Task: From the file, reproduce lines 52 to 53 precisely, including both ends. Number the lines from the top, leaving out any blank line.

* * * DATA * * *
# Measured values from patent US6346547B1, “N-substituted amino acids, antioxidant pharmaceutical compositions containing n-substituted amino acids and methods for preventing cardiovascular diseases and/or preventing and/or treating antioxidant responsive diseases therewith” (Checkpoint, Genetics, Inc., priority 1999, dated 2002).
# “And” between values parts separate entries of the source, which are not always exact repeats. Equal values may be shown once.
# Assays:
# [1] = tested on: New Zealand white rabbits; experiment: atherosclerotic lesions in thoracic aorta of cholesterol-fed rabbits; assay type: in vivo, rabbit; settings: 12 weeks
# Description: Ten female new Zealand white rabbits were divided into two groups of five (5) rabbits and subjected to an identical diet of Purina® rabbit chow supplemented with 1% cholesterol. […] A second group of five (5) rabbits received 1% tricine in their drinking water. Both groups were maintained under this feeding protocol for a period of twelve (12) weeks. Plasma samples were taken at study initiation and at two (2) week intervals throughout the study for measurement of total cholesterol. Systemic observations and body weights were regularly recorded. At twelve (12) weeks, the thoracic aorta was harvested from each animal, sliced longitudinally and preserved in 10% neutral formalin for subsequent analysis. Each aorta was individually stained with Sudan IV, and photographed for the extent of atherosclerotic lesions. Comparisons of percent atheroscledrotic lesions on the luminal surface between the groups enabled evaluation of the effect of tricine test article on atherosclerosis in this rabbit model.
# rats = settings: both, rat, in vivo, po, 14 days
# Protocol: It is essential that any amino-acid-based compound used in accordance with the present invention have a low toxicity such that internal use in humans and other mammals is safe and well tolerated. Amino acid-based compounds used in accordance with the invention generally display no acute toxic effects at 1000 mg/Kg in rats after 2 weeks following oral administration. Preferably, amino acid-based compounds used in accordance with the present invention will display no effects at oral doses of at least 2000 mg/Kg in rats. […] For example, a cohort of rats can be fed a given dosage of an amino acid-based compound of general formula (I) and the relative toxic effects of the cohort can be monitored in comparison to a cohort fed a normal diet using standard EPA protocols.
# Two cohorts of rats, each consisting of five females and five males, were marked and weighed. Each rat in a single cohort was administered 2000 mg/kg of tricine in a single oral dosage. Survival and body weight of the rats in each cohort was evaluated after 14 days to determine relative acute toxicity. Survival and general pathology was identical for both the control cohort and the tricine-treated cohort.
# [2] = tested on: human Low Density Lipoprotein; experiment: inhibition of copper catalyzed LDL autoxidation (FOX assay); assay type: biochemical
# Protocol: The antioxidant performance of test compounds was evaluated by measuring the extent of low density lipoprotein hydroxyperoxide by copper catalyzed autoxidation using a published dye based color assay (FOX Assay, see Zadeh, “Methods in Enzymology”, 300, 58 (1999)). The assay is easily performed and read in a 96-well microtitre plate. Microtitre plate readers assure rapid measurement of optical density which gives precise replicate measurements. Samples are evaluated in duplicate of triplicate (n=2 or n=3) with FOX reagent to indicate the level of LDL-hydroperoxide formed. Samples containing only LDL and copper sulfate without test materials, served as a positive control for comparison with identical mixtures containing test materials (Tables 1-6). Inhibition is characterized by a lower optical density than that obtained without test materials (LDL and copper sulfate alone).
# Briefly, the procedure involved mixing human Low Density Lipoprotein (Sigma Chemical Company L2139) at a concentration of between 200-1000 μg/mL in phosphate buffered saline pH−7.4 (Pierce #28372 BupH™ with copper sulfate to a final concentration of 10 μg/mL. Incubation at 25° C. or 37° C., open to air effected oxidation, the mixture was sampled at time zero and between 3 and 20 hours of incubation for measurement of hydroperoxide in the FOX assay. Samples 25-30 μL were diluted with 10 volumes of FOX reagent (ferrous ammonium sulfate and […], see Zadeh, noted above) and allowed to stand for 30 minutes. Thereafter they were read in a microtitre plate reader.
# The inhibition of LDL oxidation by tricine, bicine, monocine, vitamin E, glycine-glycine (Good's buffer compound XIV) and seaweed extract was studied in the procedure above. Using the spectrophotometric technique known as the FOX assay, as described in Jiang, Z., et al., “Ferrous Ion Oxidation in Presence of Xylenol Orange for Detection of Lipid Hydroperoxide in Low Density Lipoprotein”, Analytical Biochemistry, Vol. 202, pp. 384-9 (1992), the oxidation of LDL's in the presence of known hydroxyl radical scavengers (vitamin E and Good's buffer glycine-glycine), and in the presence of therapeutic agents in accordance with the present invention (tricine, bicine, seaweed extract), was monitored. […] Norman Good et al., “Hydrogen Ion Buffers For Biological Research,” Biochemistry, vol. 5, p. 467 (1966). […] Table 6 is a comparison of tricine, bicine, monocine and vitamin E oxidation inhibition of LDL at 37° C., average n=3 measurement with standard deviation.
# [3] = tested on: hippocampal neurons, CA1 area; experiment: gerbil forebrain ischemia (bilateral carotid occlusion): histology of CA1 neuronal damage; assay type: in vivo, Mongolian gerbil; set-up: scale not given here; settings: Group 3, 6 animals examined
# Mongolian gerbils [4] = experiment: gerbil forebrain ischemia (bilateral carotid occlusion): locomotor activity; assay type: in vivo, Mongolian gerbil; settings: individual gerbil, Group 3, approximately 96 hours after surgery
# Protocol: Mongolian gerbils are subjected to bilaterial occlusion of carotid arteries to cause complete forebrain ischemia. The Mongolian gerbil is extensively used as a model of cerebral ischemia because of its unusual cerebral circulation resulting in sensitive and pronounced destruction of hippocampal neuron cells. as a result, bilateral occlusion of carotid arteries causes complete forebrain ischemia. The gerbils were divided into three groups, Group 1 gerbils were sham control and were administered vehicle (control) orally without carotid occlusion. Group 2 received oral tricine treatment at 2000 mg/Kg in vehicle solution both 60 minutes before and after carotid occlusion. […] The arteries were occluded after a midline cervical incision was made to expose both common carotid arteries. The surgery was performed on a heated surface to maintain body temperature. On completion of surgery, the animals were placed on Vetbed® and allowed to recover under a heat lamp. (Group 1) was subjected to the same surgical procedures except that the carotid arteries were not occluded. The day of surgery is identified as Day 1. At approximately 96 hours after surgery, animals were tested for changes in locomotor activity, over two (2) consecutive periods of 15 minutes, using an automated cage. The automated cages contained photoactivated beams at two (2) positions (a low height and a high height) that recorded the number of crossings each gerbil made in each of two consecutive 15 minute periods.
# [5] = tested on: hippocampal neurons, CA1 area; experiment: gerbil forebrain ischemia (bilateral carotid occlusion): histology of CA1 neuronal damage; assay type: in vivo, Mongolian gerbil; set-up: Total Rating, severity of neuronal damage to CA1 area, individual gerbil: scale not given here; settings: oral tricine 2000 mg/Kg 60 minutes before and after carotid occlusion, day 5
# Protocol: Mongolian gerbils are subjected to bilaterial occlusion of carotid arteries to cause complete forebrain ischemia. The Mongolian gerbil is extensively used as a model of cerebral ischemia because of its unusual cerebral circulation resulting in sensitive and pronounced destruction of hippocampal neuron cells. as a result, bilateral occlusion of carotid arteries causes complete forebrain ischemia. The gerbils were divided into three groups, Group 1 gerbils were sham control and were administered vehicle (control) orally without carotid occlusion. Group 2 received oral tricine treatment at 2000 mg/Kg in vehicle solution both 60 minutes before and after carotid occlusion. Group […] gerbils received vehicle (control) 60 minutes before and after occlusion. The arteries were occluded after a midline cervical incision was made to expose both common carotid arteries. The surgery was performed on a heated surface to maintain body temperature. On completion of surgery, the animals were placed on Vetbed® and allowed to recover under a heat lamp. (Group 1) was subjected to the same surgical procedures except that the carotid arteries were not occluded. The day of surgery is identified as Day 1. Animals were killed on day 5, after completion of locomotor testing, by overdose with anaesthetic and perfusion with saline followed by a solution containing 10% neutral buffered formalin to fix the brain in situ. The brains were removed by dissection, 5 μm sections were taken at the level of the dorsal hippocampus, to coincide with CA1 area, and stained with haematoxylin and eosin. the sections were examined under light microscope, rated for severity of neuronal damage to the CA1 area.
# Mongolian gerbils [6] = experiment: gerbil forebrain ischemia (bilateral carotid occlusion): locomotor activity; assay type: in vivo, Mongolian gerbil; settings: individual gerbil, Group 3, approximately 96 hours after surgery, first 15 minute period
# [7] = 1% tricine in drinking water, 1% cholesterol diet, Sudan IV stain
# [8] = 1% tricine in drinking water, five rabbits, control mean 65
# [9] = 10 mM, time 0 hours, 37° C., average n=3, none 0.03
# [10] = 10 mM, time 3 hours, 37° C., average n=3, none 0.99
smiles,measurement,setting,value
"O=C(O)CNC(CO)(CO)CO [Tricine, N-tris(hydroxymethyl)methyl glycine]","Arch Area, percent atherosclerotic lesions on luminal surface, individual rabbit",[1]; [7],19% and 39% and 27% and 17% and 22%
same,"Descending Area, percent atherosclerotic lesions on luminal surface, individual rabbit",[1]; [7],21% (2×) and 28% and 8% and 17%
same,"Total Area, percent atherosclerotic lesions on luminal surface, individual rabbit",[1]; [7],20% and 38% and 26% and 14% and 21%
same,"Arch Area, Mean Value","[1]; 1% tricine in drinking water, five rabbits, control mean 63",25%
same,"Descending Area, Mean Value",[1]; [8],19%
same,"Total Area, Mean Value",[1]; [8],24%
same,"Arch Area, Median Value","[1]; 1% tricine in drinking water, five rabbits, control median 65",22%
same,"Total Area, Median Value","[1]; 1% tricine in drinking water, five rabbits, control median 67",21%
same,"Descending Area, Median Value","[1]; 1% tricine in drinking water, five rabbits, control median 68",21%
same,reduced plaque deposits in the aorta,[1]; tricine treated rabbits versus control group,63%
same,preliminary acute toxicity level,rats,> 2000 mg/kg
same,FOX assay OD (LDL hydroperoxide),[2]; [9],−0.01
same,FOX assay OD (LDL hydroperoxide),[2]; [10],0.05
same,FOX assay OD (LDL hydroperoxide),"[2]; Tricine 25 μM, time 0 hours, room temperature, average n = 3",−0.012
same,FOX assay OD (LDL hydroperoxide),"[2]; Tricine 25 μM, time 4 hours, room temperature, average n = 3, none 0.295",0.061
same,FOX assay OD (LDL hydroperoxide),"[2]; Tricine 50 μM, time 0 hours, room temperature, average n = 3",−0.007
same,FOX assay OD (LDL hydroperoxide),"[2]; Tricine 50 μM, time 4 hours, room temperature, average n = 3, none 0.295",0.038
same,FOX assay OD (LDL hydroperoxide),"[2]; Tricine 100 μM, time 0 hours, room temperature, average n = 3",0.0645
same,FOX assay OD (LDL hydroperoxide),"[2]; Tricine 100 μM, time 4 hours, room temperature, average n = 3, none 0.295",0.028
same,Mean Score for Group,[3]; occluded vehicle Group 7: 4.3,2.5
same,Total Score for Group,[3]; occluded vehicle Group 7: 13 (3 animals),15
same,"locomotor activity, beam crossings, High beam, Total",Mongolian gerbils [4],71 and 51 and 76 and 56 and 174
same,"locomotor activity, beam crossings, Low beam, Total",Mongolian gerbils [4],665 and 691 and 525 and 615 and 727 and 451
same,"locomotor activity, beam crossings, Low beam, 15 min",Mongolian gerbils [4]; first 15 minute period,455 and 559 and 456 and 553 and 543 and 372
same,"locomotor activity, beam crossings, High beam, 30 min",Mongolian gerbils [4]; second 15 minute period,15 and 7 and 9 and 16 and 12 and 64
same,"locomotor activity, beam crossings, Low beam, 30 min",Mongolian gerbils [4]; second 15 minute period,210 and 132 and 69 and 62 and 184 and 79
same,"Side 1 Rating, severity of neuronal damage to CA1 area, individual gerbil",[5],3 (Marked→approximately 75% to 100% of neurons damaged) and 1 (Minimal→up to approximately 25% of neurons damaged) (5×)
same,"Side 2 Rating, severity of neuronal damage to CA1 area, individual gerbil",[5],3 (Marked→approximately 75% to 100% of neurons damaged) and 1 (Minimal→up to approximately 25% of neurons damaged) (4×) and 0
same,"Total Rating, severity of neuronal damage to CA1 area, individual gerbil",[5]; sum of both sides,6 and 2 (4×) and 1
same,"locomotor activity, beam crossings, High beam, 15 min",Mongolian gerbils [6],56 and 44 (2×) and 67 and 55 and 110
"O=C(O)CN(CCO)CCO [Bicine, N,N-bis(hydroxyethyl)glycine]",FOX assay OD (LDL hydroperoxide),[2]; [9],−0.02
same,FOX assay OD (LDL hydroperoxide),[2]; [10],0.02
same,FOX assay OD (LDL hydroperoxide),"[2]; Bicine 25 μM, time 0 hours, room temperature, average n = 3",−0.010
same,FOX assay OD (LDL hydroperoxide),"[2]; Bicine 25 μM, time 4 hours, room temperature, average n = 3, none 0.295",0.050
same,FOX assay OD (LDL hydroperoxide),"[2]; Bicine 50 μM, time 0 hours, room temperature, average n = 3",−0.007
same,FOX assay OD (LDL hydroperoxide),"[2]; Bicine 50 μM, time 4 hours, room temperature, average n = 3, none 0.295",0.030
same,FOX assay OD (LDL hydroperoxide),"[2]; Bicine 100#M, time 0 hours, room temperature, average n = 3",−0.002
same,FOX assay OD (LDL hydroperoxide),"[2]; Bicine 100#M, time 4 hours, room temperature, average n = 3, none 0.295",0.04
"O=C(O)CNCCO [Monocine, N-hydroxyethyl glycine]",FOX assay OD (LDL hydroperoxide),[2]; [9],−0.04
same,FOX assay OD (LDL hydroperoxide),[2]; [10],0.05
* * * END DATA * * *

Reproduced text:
same,"Total Rating, severity of neuronal damage to CA1 area, individual gerbil",[5]; sum of both sides,6 and 2 (4×) and 1
same,"locomotor activity, beam crossings, High beam, 15 min",Mongolian gerbils [6],56 and 44 (2×) and 67 and 55 and 110